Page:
For Essex, with love  



Although I am more of an "imagist" than a "proper poet" at all, where I have hungered, where I have bent, and where I have been raised from kneeling, poetry has always lent length and fiber, grasps and ties, to those moments when I have stood, again.

Like so many of us who have faced down death, insanity, and other anguishes, I have found my hands, my voice, and my vision, through speaking and reading what has too long remained silent. With greatness of heart and the force of resistance, people of color, queers, and other despised peoples around the globe continue to discover, re-create, demand, and present the truth of our worlds to one another, through startling visual arts and indelible words.

Our first online issue of STANDARDS was dedicated, in admiration and respect, to our friend and loving colleague, Marlon T. Riggs. And, angered by the dearth of media attention given as her due to Audre Lorde, a national poet laureate, we included an extensive tribute to Audre's life, work, and passing.

In kind, this issue of STANDARDS is dedicated, with love, to Essex Hemphill -- a gift of wonder and strength whose poetry awoke a nation of dreamers, and who gave irritable insomniacs safety in the knowlege that, late at night, his words would always reach out to us, push us on. Essex wanted so much to see his out-of-print works available on the Internet, before he passed last November. With the help and kindness of his family, we are finally able to make strides toward delivering our promise to Essex and, as Steven Fullwood says in his tribute, I, too, know Essex can see us still, and continues to push us on.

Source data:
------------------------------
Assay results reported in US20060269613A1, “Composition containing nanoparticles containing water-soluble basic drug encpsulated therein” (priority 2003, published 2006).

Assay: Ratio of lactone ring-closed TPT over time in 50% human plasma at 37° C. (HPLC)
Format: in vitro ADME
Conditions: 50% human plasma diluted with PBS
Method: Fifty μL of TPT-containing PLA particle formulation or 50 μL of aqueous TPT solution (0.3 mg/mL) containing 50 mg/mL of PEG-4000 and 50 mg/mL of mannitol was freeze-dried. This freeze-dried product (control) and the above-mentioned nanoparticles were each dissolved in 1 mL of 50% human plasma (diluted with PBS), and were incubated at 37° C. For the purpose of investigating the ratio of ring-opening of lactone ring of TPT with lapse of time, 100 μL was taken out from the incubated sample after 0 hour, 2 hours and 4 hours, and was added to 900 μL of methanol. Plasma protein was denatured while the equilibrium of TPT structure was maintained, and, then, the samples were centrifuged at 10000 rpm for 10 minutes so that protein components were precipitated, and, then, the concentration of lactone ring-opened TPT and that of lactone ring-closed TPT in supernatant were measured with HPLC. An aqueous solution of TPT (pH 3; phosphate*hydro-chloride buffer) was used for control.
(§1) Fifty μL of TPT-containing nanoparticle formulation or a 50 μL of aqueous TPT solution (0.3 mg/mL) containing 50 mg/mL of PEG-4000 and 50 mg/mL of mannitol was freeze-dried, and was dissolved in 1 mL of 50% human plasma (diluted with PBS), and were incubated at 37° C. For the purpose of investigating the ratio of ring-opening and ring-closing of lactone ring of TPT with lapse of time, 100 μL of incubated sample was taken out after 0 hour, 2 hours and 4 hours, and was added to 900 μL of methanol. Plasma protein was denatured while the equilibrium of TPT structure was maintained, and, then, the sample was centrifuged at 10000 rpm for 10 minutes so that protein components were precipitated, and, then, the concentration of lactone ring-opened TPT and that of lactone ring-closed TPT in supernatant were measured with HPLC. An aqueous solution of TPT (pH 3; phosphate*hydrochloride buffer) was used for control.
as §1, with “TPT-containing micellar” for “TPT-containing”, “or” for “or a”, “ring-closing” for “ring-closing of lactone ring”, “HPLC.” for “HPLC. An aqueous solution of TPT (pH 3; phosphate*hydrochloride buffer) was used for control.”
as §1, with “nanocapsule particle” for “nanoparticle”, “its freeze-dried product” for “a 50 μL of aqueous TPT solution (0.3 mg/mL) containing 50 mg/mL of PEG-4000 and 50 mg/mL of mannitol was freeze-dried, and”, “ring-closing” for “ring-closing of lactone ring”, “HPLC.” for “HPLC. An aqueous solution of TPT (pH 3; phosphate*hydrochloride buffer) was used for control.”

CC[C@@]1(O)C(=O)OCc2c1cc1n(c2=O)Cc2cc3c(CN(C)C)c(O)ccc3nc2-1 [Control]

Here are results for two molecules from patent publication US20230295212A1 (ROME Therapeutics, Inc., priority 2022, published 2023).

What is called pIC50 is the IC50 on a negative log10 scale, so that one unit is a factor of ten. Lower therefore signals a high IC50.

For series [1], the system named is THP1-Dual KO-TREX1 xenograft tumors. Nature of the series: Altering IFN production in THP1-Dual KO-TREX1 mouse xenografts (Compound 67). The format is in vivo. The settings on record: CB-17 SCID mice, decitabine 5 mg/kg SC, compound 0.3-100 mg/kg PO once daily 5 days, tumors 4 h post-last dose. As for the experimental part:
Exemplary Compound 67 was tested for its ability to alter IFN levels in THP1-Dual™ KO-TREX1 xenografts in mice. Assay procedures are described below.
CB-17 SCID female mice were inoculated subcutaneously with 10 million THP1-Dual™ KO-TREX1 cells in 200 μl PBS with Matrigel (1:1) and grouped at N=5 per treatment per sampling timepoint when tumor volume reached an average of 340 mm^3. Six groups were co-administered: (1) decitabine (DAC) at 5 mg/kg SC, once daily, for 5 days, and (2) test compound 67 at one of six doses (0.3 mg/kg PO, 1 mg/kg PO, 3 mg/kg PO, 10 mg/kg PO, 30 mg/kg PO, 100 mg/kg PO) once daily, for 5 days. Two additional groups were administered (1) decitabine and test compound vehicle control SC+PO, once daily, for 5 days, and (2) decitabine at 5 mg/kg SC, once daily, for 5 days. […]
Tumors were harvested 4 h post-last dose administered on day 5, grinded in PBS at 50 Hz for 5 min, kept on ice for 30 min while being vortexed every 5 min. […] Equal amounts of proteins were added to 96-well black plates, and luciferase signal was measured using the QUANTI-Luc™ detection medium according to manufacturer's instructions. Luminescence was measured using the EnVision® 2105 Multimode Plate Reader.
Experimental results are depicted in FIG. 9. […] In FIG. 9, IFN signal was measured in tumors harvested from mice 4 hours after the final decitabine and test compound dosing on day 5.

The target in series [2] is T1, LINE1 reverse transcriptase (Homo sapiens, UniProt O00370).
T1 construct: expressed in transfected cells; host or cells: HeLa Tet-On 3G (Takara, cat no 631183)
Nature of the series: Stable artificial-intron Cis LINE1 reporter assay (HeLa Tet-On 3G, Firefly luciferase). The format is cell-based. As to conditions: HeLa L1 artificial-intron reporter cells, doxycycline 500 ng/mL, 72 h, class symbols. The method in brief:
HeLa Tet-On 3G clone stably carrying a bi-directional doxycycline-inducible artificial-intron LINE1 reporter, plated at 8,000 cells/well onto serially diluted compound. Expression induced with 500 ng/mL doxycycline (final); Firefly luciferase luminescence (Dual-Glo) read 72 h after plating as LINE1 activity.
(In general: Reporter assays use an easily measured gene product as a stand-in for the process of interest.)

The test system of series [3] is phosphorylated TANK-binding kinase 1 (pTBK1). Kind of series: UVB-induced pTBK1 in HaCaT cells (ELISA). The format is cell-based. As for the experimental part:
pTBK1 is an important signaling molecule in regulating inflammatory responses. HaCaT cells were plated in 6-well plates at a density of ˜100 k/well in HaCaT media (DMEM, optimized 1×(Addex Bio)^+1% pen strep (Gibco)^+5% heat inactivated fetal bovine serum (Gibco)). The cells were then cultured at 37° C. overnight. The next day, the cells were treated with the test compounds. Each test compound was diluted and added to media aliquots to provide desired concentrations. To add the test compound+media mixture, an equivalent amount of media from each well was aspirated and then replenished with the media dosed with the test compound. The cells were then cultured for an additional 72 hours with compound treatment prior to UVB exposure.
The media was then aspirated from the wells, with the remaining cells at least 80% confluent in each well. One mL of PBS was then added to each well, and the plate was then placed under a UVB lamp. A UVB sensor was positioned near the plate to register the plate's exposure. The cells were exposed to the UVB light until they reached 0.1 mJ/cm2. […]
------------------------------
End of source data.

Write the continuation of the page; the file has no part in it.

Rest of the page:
But that isn't all. There won't be a cinematic or television documentary on some of the quieter warriors, the ones who, like Marlon, Audre, and Essex, have given us their blood and bone, before passing on. AIDS and cancer are debilitating our communities around the world, but the grandness of our poets lives on.

As a cancer survivor myself, this Introduction is posted not just to invite the reader into this issue of STANDARDS: along with our tenacious, unpaid staff, I wish to bring each of you closer to the worlds of writings that have made so many of us who we are today. Please find works by at least these few writers, and find your place in the home of their worlds.

Toni Cade Bambara
Joseph Beam
Melvin Dixon
Arturo Islas
Pat Parker

Each of these writers have passed, now walking with the ancestors. And their works, like those of every aspiring writer we hope to encourage, continue to speak truth to power.

Other poets with whom our readers may not be familiar, but who continue to model resistance in their works include:

Francisco Alarcón
Dorothy Allison
Reinaldo Arenas
Beth Brant
Diane Burns
Ana Castillo
Marilyn Chin
Sandra Cisneros
Wanda Coleman
Louise Eldrich
Melinda Goodman
hattie gossett
Jewelle Gomez
Jessica Hagedorn
Joy Harjo
Maurice Kenny
Myung Mi Kim
Jamaica Kincaid
Aurora Levins Morales
Albert Murray
Wendy Rose
ntozake shange
Kitty Tsui
Merle Woo
Marian Yee

The focus of this issue of STANDARDS is resistance. We hope to bring you to the writers we love, and encourage new authors.

Resistance is a part of all our lives, how we survive. Touch your sound; define your shape; speak truth to power.

En junta,

Canéla Analucinda Jaramillo
Founding Editor, STANDARDS







Original Graphics © 1996 by Jim Davis-Rosenthal




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